After the February release of her sophomore album Crushing, Julia Jacklin played to a sold-out crowd at iconic Melbourne venue The Forum Theatre whilst on her first national tour for 2019. Having recently moved to Melbourne, and on her last tour selling out two Corner Hotel gigs, she is clearly loved in her new home-town.
In the venue, the audience’s adoration was evidenced throughout the night – gentle humming and singing in the background of every tune. Nevertheless, Jacklin still seems surprised by her fame: “I’m struck by the absurdity of what I’m doing. I’m just playing guitar on a stage with my friends.”
And that is exactly what she does. Jacklin’s live show doesn’t rely on any distractions or tricks. Instead, her performance is one that is understated yet immense. The instrumentals are sparse and restrained, but powerful in the way they fill the space. This allows Jacklin’s voice to be the centrepiece, and the acoustics are clear enough to showcase her skills as a classically trained vocalist.
Her music is the perfect fit for a venue this size or smaller: its lyrics are intimate and thoughtful, reflective in nature and tending towards self-examination. With the Forum’s cerulean-blue ceiling lit to imitate the evening sky, the overall effect is breathtaking and powerful. This was felt particularly moments before ‘When the Family Flies in‘ as Jacklin recounted for the audience the loss of a friend, and to whom the song was dedicated – “this song isn’t pleasant at all.”
However, the entire evening was punctuated with more moments of humour than seriousness. Not long after this sombre moment she gave a shout out to “Ryan The Sound Guy”, recalling a time when they had a night out which ended with her waking up, covered in fries. She is everyone’s secret spirit animal.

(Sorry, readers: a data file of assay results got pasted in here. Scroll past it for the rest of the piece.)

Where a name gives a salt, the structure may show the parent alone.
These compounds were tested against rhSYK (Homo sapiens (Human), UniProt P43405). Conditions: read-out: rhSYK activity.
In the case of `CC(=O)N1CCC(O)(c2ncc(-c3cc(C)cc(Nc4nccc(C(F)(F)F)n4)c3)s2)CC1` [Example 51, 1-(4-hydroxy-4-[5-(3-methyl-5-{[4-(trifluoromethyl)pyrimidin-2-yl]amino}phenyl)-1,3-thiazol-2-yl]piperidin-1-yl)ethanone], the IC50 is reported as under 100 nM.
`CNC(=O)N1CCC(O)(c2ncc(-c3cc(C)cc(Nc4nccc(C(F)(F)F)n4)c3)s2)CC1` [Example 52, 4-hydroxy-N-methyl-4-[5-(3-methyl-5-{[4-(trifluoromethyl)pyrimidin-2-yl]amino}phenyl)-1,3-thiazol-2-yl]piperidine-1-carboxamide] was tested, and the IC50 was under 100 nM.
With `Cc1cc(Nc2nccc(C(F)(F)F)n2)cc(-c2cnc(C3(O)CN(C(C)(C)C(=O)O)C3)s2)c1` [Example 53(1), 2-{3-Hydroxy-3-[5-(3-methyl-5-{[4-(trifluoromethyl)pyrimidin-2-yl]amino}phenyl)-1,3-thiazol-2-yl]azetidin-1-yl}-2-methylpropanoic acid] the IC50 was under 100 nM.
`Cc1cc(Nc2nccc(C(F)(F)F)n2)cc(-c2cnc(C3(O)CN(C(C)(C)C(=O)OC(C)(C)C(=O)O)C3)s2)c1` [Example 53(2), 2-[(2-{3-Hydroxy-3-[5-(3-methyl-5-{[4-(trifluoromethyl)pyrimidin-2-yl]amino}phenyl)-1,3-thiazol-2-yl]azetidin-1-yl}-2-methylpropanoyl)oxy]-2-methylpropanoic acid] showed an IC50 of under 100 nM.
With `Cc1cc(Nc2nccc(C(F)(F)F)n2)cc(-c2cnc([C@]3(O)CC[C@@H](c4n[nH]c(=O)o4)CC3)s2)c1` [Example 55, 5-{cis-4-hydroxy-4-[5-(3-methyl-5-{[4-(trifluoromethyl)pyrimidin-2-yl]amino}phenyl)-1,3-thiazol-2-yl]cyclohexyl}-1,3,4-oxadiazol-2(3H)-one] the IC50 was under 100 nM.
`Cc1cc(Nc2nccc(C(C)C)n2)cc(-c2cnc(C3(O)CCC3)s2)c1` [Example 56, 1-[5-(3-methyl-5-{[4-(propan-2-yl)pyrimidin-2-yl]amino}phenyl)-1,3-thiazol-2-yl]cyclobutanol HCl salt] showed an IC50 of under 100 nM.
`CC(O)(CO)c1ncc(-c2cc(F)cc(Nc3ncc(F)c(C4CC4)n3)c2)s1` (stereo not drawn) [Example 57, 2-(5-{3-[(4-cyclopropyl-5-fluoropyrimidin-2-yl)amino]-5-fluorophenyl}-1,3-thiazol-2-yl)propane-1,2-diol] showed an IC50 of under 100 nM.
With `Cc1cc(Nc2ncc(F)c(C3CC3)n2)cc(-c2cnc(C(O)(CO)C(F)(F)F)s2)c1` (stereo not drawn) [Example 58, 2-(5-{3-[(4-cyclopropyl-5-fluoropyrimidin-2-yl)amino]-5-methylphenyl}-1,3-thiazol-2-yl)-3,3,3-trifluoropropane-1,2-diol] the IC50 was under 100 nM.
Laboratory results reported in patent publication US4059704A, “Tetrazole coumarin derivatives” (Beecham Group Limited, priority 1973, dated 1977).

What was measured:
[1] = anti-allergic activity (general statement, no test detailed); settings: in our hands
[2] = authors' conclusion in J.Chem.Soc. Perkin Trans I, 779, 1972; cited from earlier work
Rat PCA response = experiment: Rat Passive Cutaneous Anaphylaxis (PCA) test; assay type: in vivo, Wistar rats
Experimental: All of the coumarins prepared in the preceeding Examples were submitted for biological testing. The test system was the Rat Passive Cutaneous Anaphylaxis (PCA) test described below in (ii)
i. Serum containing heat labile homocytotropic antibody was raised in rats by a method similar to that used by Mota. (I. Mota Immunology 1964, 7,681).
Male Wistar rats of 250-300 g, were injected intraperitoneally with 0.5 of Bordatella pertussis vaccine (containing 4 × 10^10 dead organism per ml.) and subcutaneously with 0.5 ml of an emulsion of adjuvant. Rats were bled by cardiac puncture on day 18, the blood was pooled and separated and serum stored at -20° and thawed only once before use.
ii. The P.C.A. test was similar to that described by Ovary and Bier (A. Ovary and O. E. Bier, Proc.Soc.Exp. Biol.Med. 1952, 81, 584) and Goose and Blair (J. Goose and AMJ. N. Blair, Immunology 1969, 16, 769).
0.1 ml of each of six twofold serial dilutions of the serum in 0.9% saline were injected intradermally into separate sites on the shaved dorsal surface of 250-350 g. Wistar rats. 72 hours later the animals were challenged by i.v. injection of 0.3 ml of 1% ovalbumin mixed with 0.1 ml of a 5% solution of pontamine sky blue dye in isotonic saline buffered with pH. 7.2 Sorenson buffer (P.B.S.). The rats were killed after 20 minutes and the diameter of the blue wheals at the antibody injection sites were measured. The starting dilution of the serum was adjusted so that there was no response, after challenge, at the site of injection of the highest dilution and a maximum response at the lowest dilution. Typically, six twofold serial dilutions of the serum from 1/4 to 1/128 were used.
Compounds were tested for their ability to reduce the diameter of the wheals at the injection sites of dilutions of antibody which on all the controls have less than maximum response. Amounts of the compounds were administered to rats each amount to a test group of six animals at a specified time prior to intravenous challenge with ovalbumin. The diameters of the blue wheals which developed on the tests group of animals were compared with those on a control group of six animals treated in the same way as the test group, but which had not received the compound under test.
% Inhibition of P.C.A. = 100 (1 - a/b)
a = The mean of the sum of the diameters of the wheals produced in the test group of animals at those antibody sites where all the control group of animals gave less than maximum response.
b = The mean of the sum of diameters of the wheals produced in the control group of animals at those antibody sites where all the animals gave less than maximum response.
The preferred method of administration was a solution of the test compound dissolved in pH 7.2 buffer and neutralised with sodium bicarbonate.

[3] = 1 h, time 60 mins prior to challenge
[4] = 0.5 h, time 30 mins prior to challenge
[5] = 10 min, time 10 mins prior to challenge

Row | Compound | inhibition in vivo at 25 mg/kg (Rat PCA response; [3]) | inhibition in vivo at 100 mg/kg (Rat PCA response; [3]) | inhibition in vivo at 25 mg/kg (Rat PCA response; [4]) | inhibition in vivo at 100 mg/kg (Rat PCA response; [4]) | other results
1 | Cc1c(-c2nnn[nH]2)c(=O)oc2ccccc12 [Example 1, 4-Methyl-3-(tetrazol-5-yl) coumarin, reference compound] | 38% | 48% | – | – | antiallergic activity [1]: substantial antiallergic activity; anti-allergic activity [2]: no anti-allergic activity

Stories aside though, Jacklin’s music is immersive and captivating, uniting her audience as one big-love-entity. As the night came to an end, with her eyes closed, head rocking back to the sky, crowd singing along to ‘Motherland‘ and hearing “And oh I’m good, I think I’m good; Will I be great, will I be great?”… well, we believe the evidence is clear that Julia Jacklin is and always will be “Great”.
Held on the first Friday of every month, Melbourne Museum’s Nocturnal has established itself as a highlight of Melbourne’s live music and cultural scenes. On Friday 4th May, guests were treated to a special offering hosted by the Museum in collaboration with the independent record label and management collective Our Golden Friend. The artists on display included Jade Imagine, RVG, Jess Ribeiro and Totally Mild, each of which is managed by Our Golden Friend. The ensemble recently concluded a tour across the United States in March, giving Nocturnal the feel of a happy family reunion which happened to feature some of the most unique and promising talents in Australian music.
Before recapping the performances, it’s worth reflecting on how extraordinary Nocturnal is as an interactive venue and immersive experience. Located in the Edenic Carlton Gardens, the postmodern Melbourne Museum is transformed into an otherworldly “adult playground” with an impressive array of bars and other dining options. The exhibits are open to the public for exploration between sets, including the stunning Vikings: Beyond the Legend, Te Vainui O Pasifika, and Dinosaur Walk. We are encouraged to re-experience the childlike sense of wonderment, awe and discovery that children have when they step into a museum.